Thursday, 14 August 2008

JANE HOLLAND ON MAKING A POEM




Go to Jane Holland's Raw Light blog for an insight into her creative process, writer's block, and the safe birth of her poem 'Fifth'.

A quote from her post:
'You have to remember that I hadn’t written a poem for over three years when ‘Fifth’ suddenly came to me, out of the blue. In such reduced circumstances any poem is miraculous. So I was reluctant to mess too much with those early drafts, however pedestrian, in case I jinxed my return to poetry.'


It was Jane who wisely advised in another post that 'first drafts are not holy relics':
'They will still exist, perfectly intact, after you have rewritten the poem twenty-five times. So release your grip on the poem; let it move in whichever direction it chooses. If the redrafting process unnerves you, keep the first draft at your elbow and use it as an anchor; however ‘out there’ subsequent drafts become, your original impetus can remain steady.'

5 comments:

Jane Holland said...

Yes, I guess each poem is different and requires a slightly modified approach to revisions ... and sometimes confidence can play a major role in deciding which approach to take.

Writing 'Fifth', I was on my knees, creatively-speaking. I hadn't written a single line of poetry for some years, due to a complete loss of confidence in myself as a poet. These days I do indeed advocate a much looser and freer approach to revision than I could have managed during the writing and revising of this poem.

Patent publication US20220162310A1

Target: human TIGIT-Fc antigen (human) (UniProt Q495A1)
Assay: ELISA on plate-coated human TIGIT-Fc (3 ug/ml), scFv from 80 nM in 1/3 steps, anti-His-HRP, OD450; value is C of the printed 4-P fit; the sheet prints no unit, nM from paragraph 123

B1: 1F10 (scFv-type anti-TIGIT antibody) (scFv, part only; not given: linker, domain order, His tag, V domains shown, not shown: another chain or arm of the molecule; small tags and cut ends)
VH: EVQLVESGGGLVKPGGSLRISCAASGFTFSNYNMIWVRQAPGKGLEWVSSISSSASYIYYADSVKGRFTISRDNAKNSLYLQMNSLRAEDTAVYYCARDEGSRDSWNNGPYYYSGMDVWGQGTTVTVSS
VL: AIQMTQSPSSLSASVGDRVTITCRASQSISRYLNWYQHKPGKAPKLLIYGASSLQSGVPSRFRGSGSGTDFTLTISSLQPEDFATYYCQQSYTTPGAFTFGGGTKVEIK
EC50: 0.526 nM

So ... good advice, but to to be taken with a pinch of salt, always!

Women Rule Writer said...

Hi Jane
The point being that what works on one poem, won't necessarily work on another, perhaps.

The loss of confidence is a terrible thing - it can really stymie everything. You feel there's no point writing because it will all be crap anyway. I hate that feeling.

BarbaraS said...

'Fifth' is one of my favourite JH poems: it sparked a poem about my twins. I have Boudica & Co, and have read it thoroughly.

It's always good to hear how hard poets work on their material as well as where their work comes from; you don't feel quite so alone.

Women Rule Writer said...

Exactly, Barbara. Though I tend to scrap / delete old drafts as new ones emerge. I'm afraid I'll get confused if there are too many versions cluttering up the place. Maybe I should keep them?

BarbaraS said...

Keep them for the future - when you're really famous and some college is looking to buy your papers ;)